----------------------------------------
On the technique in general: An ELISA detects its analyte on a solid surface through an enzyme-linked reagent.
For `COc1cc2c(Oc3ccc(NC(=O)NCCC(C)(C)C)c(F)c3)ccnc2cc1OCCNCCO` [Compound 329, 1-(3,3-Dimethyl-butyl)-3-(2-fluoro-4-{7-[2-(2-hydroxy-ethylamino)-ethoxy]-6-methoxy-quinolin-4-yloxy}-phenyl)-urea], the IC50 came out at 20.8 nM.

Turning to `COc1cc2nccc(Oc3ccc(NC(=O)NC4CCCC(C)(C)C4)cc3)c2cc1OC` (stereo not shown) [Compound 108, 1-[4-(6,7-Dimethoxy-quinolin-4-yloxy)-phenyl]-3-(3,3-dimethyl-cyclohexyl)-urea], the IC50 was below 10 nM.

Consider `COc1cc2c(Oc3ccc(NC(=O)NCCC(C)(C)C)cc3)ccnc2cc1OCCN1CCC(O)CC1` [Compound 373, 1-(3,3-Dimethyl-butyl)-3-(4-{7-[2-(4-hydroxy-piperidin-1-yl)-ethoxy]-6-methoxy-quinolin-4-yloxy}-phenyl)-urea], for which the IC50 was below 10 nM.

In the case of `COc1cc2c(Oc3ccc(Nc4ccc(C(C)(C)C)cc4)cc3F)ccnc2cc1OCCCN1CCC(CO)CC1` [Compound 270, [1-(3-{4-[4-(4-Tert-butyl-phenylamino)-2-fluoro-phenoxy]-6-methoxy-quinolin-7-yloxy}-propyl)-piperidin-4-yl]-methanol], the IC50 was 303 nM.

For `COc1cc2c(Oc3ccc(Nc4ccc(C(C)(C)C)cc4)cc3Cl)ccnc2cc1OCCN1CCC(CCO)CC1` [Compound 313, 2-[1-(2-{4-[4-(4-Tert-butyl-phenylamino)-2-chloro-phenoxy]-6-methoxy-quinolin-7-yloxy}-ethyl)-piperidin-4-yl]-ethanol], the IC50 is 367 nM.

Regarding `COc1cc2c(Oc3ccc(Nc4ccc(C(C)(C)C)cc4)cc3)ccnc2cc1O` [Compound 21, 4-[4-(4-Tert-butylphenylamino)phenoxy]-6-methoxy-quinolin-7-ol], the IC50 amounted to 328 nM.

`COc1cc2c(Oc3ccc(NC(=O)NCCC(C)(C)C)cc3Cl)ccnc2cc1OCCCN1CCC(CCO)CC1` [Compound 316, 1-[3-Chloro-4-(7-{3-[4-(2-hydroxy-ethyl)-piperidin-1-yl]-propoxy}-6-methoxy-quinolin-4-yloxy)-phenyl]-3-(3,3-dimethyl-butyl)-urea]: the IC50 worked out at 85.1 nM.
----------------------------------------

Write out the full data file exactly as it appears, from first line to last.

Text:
On the technique in general: An ELISA detects its analyte on a solid surface through an enzyme-linked reagent.
For `COc1cc2c(Oc3ccc(NC(=O)NCCC(C)(C)C)c(F)c3)ccnc2cc1OCCNCCO` [Compound 329, 1-(3,3-Dimethyl-butyl)-3-(2-fluoro-4-{7-[2-(2-hydroxy-ethylamino)-ethoxy]-6-methoxy-quinolin-4-yloxy}-phenyl)-urea], the IC50 came out at 20.8 nM.

Turning to `COc1cc2nccc(Oc3ccc(NC(=O)NC4CCCC(C)(C)C4)cc3)c2cc1OC` (stereo not shown) [Compound 108, 1-[4-(6,7-Dimethoxy-quinolin-4-yloxy)-phenyl]-3-(3,3-dimethyl-cyclohexyl)-urea], the IC50 was below 10 nM.

Consider `COc1cc2c(Oc3ccc(NC(=O)NCCC(C)(C)C)cc3)ccnc2cc1OCCN1CCC(O)CC1` [Compound 373, 1-(3,3-Dimethyl-butyl)-3-(4-{7-[2-(4-hydroxy-piperidin-1-yl)-ethoxy]-6-methoxy-quinolin-4-yloxy}-phenyl)-urea], for which the IC50 was below 10 nM.

In the case of `COc1cc2c(Oc3ccc(Nc4ccc(C(C)(C)C)cc4)cc3F)ccnc2cc1OCCCN1CCC(CO)CC1` [Compound 270, [1-(3-{4-[4-(4-Tert-butyl-phenylamino)-2-fluoro-phenoxy]-6-methoxy-quinolin-7-yloxy}-propyl)-piperidin-4-yl]-methanol], the IC50 was 303 nM.

For `COc1cc2c(Oc3ccc(Nc4ccc(C(C)(C)C)cc4)cc3Cl)ccnc2cc1OCCN1CCC(CCO)CC1` [Compound 313, 2-[1-(2-{4-[4-(4-Tert-butyl-phenylamino)-2-chloro-phenoxy]-6-methoxy-quinolin-7-yloxy}-ethyl)-piperidin-4-yl]-ethanol], the IC50 is 367 nM.

Regarding `COc1cc2c(Oc3ccc(Nc4ccc(C(C)(C)C)cc4)cc3)ccnc2cc1O` [Compound 21, 4-[4-(4-Tert-butylphenylamino)phenoxy]-6-methoxy-quinolin-7-ol], the IC50 amounted to 328 nM.

`COc1cc2c(Oc3ccc(NC(=O)NCCC(C)(C)C)cc3Cl)ccnc2cc1OCCCN1CCC(CCO)CC1` [Compound 316, 1-[3-Chloro-4-(7-{3-[4-(2-hydroxy-ethyl)-piperidin-1-yl]-propoxy}-6-methoxy-quinolin-4-yloxy)-phenyl]-3-(3,3-dimethyl-butyl)-urea]: the IC50 worked out at 85.1 nM.